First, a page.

Some password managers allow you to reset your password under some circumstances and some do not, so it will depend on what you use and how you’ve set this up. We recommend Bitwarden, with which you can recover your account if you lose your master password.
However, losing your master password is not the only way you can lose access to your password manager, however. If you have set up multi-factor authentication (MFA), which we highly recommend, and lose your second authentication factor (commonly your phone with an authenticator app), you can also lose access to your password manager. If you lose the ability to recover that MFA app through backup codes or a phone backup, this can also cause you to lose access to your password manager.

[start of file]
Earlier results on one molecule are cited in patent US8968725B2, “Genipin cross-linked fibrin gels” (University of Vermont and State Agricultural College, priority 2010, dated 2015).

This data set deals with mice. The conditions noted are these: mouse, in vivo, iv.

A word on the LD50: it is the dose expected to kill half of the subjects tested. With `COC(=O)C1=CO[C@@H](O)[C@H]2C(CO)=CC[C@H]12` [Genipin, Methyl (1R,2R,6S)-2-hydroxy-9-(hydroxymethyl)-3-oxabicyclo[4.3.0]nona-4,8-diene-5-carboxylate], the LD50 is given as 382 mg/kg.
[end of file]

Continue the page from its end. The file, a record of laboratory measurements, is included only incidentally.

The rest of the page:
If you lose access to your password manager and can’t recover that access, you’ll have to reset all of your passwords to all of your online accounts that were stored in the password manager. If you have to go through the process of resetting your passwords, the key here is around the email or email addresses you used for each account. If you can access the email account you’ve used for an online service, you can use it to reset your password for that service. That is obviously an onerous process, but it may be the only way to recover your accounts should you lose access to your password manager. This also highlights the importance of protecting your email account(s), as it is the key to maintaining access to the service and potentially your password manager as well. We recommend that you keep the email account that may be associated with your password manager separate and not have those credentials stored in your password manager, for the purpose of compartmentalization should your password manager become compromised. When choosing a master password, we recommend that you choose a string of words that you can easily remember, but that can’t be easily guessed, with uppercase and lowercase letters, as well as a few numbers and symbols added in places that are memorable to you. Also as a reminder, we always recommend that your password manager and email accounts, among other important accounts and services, be protected with multi-factor authentication (MFA).